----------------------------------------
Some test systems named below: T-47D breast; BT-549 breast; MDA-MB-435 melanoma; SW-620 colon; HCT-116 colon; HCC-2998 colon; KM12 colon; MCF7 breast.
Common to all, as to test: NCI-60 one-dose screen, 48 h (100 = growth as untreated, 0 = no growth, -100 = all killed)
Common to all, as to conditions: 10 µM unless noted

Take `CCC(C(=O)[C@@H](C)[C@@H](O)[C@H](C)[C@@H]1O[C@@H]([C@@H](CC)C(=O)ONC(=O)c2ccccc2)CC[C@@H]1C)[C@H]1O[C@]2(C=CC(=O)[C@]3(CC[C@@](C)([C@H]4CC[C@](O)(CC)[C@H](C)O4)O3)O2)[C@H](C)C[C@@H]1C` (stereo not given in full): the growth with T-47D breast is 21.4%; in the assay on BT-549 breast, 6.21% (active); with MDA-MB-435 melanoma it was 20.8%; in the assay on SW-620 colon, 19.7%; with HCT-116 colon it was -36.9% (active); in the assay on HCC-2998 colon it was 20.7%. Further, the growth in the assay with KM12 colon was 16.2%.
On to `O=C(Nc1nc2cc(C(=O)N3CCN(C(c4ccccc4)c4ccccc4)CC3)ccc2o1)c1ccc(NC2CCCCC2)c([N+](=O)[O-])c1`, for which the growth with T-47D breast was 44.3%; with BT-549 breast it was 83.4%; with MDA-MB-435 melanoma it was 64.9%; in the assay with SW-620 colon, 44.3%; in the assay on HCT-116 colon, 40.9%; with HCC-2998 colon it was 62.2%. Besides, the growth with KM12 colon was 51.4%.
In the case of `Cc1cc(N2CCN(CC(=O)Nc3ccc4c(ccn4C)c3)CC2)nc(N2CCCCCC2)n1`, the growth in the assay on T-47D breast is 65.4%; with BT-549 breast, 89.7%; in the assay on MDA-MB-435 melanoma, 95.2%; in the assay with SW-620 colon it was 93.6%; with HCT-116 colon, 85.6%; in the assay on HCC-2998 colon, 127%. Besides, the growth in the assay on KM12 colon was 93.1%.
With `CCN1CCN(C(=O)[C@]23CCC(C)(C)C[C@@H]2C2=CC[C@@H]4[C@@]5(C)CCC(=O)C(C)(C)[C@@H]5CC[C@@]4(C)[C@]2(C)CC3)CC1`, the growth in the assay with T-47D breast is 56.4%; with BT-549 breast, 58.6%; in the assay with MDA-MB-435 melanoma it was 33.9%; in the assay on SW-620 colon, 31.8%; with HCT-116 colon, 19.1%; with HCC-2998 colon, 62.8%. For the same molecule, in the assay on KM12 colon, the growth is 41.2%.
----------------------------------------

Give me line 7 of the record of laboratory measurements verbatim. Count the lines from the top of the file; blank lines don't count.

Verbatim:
With `CCN1CCN(C(=O)[C@]23CCC(C)(C)C[C@@H]2C2=CC[C@@H]4[C@@]5(C)CCC(=O)C(C)(C)[C@@H]5CC[C@@]4(C)[C@]2(C)CC3)CC1`, the growth in the assay with T-47D breast is 56.4%; with BT-549 breast, 58.6%; in the assay with MDA-MB-435 melanoma it was 33.9%; in the assay on SW-620 colon, 31.8%; with HCT-116 colon, 19.1%; with HCC-2998 colon, 62.8%. For the same molecule, in the assay on KM12 colon, the growth is 41.2%.